- Causation: The at-fault party caused the truck accident that injured you.
- Damages: You sustained serious injuries that caused you to suffer losses.
While you focus on getting better, your lawyer will collect evidence that identifies the at-fault party and allows you to recover monetary damages. At-fault parties may include:
The Truck Driver
We may find the driver who operated the truck at the time of your accident liable if they drove in an intoxicated, distracted, fatigued, or otherwise reckless manner.
The Trucking Company
The trucker’s employer may bear liability if their driver operated in the scope of their employment, but did not receive proper training or carry the correct license.
Truck and Parts Manufacturers
A truck is a large piece of machinery that should be in good working order each time it takes to the road. If a manufacturing or design flaw renders the truck dangerous, liability may fall on the manufacturer. If the brakes, windshield, or tires caused or contributed to the accident, the parts maker may share liability.
Cargo Loading Companies
Trucks carry a wide assortment of products that must be carefully loaded to create a balanced load with evenly distributed weight. If the truck accident occurred because of improperly loaded cargo, you could have a case against the company responsible for cargo loading.
Truck Maintenance and Repair Facilities
If a truck took to the road after a faulty or insufficient repair or if the truck did not receive proper maintenance, you can hold the repair and maintenance facility accountable.
Government and Municipalities
Sometimes, road conditions contribute to truck accidents. You may decide to act against the local municipality responsible for repairing potholes and other road hazards. If they failed to properly maintain the street or highway, your lawyer will clarify their potential financial liability.
Your Evidence Collection Indicates Truck Accident Liability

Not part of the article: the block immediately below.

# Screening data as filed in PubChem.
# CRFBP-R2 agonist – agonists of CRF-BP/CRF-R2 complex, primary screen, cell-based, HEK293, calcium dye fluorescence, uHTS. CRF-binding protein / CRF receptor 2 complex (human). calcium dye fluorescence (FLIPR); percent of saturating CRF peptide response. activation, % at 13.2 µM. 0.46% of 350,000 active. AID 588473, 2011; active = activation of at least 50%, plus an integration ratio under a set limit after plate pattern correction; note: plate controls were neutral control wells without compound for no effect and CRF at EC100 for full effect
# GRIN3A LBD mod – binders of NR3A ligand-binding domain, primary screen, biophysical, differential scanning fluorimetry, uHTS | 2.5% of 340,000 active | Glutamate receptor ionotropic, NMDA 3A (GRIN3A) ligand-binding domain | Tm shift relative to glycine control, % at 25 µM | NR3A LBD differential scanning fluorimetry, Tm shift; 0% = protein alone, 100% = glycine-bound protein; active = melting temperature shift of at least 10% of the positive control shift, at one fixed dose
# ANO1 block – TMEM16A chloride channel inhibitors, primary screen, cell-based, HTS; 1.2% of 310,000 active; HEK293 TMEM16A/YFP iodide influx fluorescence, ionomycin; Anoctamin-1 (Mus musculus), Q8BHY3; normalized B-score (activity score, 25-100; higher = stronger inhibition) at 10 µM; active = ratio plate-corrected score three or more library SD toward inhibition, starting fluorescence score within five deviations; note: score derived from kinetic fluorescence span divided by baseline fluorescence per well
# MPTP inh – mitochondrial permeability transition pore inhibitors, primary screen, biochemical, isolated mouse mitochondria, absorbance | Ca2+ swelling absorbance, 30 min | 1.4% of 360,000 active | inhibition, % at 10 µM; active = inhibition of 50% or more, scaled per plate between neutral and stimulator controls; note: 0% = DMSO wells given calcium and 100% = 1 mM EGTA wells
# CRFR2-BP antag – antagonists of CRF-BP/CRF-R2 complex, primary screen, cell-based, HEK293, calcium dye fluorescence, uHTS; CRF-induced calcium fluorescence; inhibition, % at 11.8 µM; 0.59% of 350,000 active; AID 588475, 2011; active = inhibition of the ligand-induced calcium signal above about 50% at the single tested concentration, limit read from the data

Your post-accident expenses may fall to more than one liable party. The evidence your lawyer collects will help establish negligence and liability and can include:
- Truck accident report
- Accident scene photos
- Accident scene reconstruction
- Witness statements
- Trucker logbooks
- Truck maintenance records
- Trucker’s driving history
Your lawyer will also compile evidence that proves the accident’s resulting costs. This evidence category can include your medical bills and proof of income. They will compile, sort, organize, and present your evidence file rather than taxing you or your family with this daunting task. They will leverage truck accident laws, personal injury laws, and insurance laws to ensure you receive fair compensation in a timely manner.
You Have a Limited Time to Hold the At-Fault Party Liable for a Truck Accident
Settling your truck accident case can take time. If settlement negotiations take too long or an acceptable settlement offer is not forthcoming, your lawyer will file your lawsuit. This step prevents the statute of limitations from expiring which could leave you with no legal avenue that compels the at-fault party or parties to compensate you.
Contact Our Truck Accident Team for a Free Review of Your Case
Truck accident liability laws can make your fight for monetary recovery difficult. We founded our law firm 35 years ago to help injured clients hold negligent parties accountable for their actions. When you are ready to fight for the financial compensation you need and deserve, our contact our truck accident team at Domingo Garcia for your free case review. We have specialized:
All ready to serve you.